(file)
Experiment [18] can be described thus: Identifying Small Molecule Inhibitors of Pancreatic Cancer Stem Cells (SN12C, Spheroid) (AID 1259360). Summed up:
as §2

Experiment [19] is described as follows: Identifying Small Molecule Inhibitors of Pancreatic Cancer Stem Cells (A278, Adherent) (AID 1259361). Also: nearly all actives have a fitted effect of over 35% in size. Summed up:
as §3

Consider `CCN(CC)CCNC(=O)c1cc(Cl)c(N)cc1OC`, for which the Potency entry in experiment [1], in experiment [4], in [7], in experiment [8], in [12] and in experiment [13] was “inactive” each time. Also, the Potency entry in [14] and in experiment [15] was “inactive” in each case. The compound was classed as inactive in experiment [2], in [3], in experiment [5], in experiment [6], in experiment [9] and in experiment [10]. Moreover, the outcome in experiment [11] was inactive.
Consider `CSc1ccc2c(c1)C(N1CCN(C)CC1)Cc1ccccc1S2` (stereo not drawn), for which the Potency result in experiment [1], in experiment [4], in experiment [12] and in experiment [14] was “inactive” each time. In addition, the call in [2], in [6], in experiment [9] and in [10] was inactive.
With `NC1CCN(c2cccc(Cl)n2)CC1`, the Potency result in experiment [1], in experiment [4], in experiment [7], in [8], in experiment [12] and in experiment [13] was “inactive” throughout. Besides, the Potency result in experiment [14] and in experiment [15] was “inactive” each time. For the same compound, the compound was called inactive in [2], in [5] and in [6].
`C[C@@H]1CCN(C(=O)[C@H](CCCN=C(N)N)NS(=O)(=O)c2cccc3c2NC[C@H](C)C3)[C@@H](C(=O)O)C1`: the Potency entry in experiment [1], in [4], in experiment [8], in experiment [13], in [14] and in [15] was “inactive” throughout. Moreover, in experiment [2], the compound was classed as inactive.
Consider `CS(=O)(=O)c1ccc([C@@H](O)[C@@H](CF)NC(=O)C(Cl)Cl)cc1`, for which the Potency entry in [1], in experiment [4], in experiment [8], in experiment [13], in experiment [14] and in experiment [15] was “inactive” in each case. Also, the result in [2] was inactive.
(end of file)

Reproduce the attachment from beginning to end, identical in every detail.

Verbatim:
Experiment [18] can be described thus: Identifying Small Molecule Inhibitors of Pancreatic Cancer Stem Cells (SN12C, Spheroid) (AID 1259360). Summed up:
as §2

Experiment [19] is described as follows: Identifying Small Molecule Inhibitors of Pancreatic Cancer Stem Cells (A278, Adherent) (AID 1259361). Also: nearly all actives have a fitted effect of over 35% in size. Summed up:
as §3

Consider `CCN(CC)CCNC(=O)c1cc(Cl)c(N)cc1OC`, for which the Potency entry in experiment [1], in experiment [4], in [7], in experiment [8], in [12] and in experiment [13] was “inactive” each time. Also, the Potency entry in [14] and in experiment [15] was “inactive” in each case. The compound was classed as inactive in experiment [2], in [3], in experiment [5], in experiment [6], in experiment [9] and in experiment [10]. Moreover, the outcome in experiment [11] was inactive.
Consider `CSc1ccc2c(c1)C(N1CCN(C)CC1)Cc1ccccc1S2` (stereo not drawn), for which the Potency result in experiment [1], in experiment [4], in experiment [12] and in experiment [14] was “inactive” each time. In addition, the call in [2], in [6], in experiment [9] and in [10] was inactive.
With `NC1CCN(c2cccc(Cl)n2)CC1`, the Potency result in experiment [1], in experiment [4], in experiment [7], in [8], in experiment [12] and in experiment [13] was “inactive” throughout. Besides, the Potency result in experiment [14] and in experiment [15] was “inactive” each time. For the same compound, the compound was called inactive in [2], in [5] and in [6].
`C[C@@H]1CCN(C(=O)[C@H](CCCN=C(N)N)NS(=O)(=O)c2cccc3c2NC[C@H](C)C3)[C@@H](C(=O)O)C1`: the Potency entry in experiment [1], in [4], in experiment [8], in experiment [13], in [14] and in [15] was “inactive” throughout. Moreover, in experiment [2], the compound was classed as inactive.
Consider `CS(=O)(=O)c1ccc([C@@H](O)[C@@H](CF)NC(=O)C(Cl)Cl)cc1`, for which the Potency entry in [1], in experiment [4], in experiment [8], in experiment [13], in experiment [14] and in experiment [15] was “inactive” in each case. Also, the result in [2] was inactive.